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Frequently Asked Questions

1) Why are there so few code examples in the book?

The main reason is, that's not the kind of book we thought was needed. There are several good coding cookbooks available today, many of which we cite in our bibliography. However, we intend this book to explore and explain concepts--to teach cooking, if you will, instead of displaying recipes. That meant we had to keep the book fairly small: having lots code examples would not only swell the book, but also break the narrative flow, making it less likely folks would read the book straight through. It's also true that putting in lots of code and product examples would make the book go out of date more quickly. So instead, we are using the web site to house the material that mutates quickly, using the book for insights and concepts that will remain true for many years

2) You talk an awful lot about blunders you have made during your career. Why should we take advice from somebody who has made so many mistakes?

We certainly do admit to several mistakes. We feature them, in fact. (You may have to look a little deeper to dig out the many successful projects we talk about; and there are quite a few more, of course, we can't talk about at all.) But when you consider that our careers, taken together, have spanned fifty years or so, we think our batting average is rather high. And it's our hope, as we say in the Preface, that you can learn from our mistakes, as we have, without having to make them all yourself.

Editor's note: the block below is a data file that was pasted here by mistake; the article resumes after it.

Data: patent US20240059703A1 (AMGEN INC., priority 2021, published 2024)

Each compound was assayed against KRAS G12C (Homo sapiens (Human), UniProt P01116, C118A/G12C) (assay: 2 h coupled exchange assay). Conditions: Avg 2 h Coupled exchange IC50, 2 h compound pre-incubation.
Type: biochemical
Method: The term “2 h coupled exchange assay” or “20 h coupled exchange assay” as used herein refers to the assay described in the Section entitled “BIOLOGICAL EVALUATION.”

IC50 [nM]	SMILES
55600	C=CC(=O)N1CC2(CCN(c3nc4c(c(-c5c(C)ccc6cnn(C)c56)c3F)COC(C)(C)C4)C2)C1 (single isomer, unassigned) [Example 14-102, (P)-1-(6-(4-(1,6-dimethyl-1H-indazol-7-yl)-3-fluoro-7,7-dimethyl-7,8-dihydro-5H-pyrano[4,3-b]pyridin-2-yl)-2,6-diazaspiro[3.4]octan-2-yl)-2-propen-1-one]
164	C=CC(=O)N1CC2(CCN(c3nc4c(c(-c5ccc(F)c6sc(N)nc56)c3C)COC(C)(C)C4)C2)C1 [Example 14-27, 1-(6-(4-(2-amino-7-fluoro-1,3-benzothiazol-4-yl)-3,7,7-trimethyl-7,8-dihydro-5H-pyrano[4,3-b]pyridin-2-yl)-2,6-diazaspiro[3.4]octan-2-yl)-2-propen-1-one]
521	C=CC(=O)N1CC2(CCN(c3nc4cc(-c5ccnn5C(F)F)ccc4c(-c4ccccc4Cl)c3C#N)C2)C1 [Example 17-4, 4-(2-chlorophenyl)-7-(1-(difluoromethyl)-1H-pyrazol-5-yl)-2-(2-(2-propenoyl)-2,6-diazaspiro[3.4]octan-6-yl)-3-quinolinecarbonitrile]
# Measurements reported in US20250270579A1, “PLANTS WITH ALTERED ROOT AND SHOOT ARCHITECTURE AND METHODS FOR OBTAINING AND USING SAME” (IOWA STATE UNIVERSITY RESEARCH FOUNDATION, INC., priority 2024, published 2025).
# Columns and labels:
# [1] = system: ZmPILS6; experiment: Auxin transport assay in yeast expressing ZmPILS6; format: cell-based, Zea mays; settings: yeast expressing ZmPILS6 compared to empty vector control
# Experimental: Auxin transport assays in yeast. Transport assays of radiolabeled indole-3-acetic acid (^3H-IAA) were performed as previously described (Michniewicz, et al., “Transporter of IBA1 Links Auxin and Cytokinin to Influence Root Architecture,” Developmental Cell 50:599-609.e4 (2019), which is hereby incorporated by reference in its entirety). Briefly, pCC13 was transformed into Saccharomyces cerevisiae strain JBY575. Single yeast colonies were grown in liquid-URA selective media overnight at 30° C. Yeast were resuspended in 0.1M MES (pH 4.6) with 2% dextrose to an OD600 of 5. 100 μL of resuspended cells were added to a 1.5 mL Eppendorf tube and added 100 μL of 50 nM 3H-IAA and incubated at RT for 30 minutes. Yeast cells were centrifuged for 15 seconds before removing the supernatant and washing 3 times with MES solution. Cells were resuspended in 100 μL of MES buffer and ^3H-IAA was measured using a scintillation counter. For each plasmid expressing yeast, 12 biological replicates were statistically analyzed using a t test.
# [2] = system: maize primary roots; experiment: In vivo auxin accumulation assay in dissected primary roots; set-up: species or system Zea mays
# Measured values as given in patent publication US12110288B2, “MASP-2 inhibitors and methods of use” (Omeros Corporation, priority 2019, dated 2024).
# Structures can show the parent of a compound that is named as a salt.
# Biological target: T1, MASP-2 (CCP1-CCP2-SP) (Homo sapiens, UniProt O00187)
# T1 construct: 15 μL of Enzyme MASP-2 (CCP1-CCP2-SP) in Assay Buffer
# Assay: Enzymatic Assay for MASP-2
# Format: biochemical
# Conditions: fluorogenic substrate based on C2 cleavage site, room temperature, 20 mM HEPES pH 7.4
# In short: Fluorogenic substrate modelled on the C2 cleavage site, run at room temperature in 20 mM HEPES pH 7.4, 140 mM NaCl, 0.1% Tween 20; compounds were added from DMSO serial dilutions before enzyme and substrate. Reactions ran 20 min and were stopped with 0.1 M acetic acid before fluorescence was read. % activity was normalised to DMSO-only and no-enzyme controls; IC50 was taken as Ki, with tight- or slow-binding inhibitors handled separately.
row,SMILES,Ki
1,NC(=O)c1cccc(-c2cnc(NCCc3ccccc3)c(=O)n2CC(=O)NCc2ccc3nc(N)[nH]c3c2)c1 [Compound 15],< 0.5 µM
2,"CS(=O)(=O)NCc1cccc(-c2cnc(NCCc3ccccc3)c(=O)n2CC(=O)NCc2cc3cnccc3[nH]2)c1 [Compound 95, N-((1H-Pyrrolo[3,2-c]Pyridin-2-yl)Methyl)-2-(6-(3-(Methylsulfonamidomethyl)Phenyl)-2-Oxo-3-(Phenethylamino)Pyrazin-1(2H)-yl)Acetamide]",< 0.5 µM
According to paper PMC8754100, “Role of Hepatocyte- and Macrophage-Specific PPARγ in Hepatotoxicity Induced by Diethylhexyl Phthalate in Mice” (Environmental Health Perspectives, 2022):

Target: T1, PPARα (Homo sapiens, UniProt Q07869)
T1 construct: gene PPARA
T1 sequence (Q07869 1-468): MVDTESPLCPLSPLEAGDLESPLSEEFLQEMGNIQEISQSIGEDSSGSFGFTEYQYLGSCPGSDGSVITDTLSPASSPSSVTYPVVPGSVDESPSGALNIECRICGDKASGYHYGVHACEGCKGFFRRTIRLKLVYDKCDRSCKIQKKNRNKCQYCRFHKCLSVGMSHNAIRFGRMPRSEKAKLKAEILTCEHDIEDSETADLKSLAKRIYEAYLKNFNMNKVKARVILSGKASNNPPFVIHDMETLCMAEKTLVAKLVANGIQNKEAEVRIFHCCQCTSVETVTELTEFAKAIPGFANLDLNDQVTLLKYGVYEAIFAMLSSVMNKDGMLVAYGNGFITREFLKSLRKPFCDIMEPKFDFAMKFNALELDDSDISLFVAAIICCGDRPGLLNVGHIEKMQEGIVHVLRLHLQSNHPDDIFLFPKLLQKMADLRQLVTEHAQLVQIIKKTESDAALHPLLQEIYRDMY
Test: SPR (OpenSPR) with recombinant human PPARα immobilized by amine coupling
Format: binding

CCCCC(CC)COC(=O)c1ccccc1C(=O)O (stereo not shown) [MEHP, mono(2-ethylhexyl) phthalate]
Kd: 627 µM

3) I read the book and found it very eye-opening. What would you suggest I should do as my next steps towards producing more secure code?

Now that you are armed with the knowledge and better understanding of the thought process that goes into developing secure code, we strongly suggest that you start trying to put that to practice. By all means, go out and pick up one or more other texts, including "cookbooks" that provide examples of secure code in the language(s) that you work in the most. We believe that you'll find those examples easier to put to practical use now that you have a more solid foundation to put them on.

4) Amidst all the rave reviews, there have been a few bad ones. How can the same book be called a "masterpiece" by one person and dismissed as "superficial" by another?

Our book certainly does seem to stir up some powerful emotions. That caught us by surprise; but we won't speculate as to the reason. We certainly do take note of the fact, though, that some percentage of readers object to the high-level approach we took, and bemoan the lack of code samples and detailed technical advice. One reviewer argued that we should have written a 700-page book instead, in order to cover in detail all of the concepts that we discuss. Well, we don't agree; and we assert confidently that thousands of satisfied readers have found in "Secure Coding" the principles, concepts, insights, and lists critical to forming a clear understanding of what needs to be done (and not done) to develop secure software. Moreover, we believe that many of those readers (and many more potential readers) would have neither the time nor the inclination to pick up a 700-pager. So, we met our design goal, are grateful to our readers, and are happy with the outcome. Oh, by the way: we've been careful to provide and maintain a current list of links to lengthier and more detailed tomes!

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